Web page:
The Real Adoption Story (part 1)

If you know me, you know I am very transparent. If I am struggling, I will tell you. In a world of cropped and filtered images, I'm going to tell you adoption with raw, unfiltered words.
I will say this, I have struggled with putting this out there for many reason, but I truly believe that it is both therapeutic for me, and important to acknowledge. I'm certain it isn't popular in the adoption community, but I have very raw and real feelings, and I want to capture them so that I can go back one day and say, "Yes, that was when I needed God the most, when I was desperate, and look at what he has done" because I believe, without hesitation, that He is working behind the scenes, in the dark places of my heart, and in the reality that we are struggling in.
Our adoption day began with excitement, nervousness, and uncertainty. I literally felt like I was about to run a race, with my adrenaline pumping, and tears welling up in my eyes for the hours leading up to it. This face that I had seen on the screen, the one I clearly felt the Holy Spirit impress upon my heart to make our own, the one I had struggled with mountains of paperwork and endless signatures and trips to the post office for, was about to be materialize in the middle of the Civil Affairs Office in Changsha. I just knew that my heart would burst with love and excitement and the beautiful feelings that you have when you have built up a moment in your mind and played over and over again in your daydreams. But my heart didn't burst. I didn't feel love. I felt the overwhelming brevity of what I had so passionately pursued for months rush upon me as this sweet face called me "mama" and I felt panicked. I felt nothing but panic.
We were prepared for him to cry. We were prepared for us to cry. We were prepared for almost any possibility, except for the possibility of not loving him instantly. I know that might sound crazy, but after all of those months of looking at his sweet smile on the screen, and hearing about how badly he wanted a family, I never fathomed that having in him in my arms would make me weep with sadness and confusion instead of tears of joy and elation. I kept thinking, this is not normal. This CAN'T be normal. But it is. The puffy eyes and huge smile that you see in our first photo as a family are not what they seem. I am telling myself to "smile big" because, one day, you will want your son to think that this was one of the happiest days of your life. My eyes are puffy because of the huge flood of emotion from finally picking up our boy. From finally seeing him and holding him. From realizing that we are his parents and he is our son. From seeing him hunched over in the seat, unable to even sit upright on his own. From the realization that he is completely dependent upon us for all of his needs. And I am terrified.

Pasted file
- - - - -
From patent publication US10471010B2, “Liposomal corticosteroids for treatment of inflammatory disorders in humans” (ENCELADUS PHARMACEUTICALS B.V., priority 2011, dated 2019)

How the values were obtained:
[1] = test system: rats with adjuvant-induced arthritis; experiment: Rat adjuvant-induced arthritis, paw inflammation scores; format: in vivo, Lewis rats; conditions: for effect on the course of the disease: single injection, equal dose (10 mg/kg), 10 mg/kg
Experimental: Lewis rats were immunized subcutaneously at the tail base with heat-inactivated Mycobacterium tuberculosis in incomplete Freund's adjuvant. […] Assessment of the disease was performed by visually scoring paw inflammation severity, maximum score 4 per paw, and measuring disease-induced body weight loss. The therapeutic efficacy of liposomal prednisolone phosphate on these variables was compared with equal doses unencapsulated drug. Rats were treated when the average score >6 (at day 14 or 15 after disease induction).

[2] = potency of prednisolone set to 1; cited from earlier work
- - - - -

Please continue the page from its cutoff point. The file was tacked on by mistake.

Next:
In that moment, I didn't pray. I didn't want to pray. I wanted to run. I wanted to run back to my home, to my other two kids, to the comfort of my own bed, my own language, my comfortable life.
But I didn't.
I held that boy in my lap, smiled and hugged him, and went through all of the motions that those "gotcha day" photos show everyone else doing.
For the next several days, I fell into a depression. I prayed. I didn't hear anything. I asked a few close friends for prayer. I found myself going through the motions of caring for him in ways I had never prepared myself for (although there is really no way to prepare), and grieving my "old" life. I hadn't had to do that in years. I didn't miss it. I still don't.
I kept praying.
I kept feeling nothing.
Today I felt something.
We had gone to our medical appointment and he had done very well. We told him we were proud of him and he had been so brave. Our guide took us to the Walmart down the street and we grabbed a couple of things for Finn to eat that he liked. The orphanage provided LOTS of sweets, so we were trying to balance it out. After we had grabbed a basket of juice and snacks, we went to the checkout. That's when it began. We didn't buy him the gum that he had asked for. I won't go into full detail, but by the time we had gone back to the hotel, he was crying and starting to make a scene. Then up to our room, and he was screaming.
Hell hath no fury like a child who didn't get his gum.
I could feel my heart beating in my ears. I was thinking, "I can NOT deal with this". We knew he was use to getting his way, but this, THIS was beyond what I could handle at that moment.
As I tried to communicate that he was in time out for his behavior, and he was screaming in my face as hot tears poured down his. Then, my heart suddenly softened. God was pouring grace upon me for my son. In the midst of the blood-curdling screams and thrashing about, I picked up my son, braced myself for an onslaught of physical abuse, and just held him. I told him, "I love you" over and over and over (in his own language) very softly in his ear. I want to tell you that, at that moment, everything was fine and he calmed down, but he didn't.
After finally connecting with our guide, she as able to communicate with him on the phone and calm him down.
He was still reeling over the gum.
But it wasn't the gum.
It was all of his emotions bubbling to the surface. Emotions that I can't begin to understand. At that moment, all I could do was love him, or at least show him what love looked like.
I have heard many times that love is not a feeling, it is an action. It is an action that you have to purposefully and relentlessly pursue. That is how I will love Finn until the unconditional love of a mother materializes.
After a huge bowl of noodles, and a 4-hour-nap, we had peace again....


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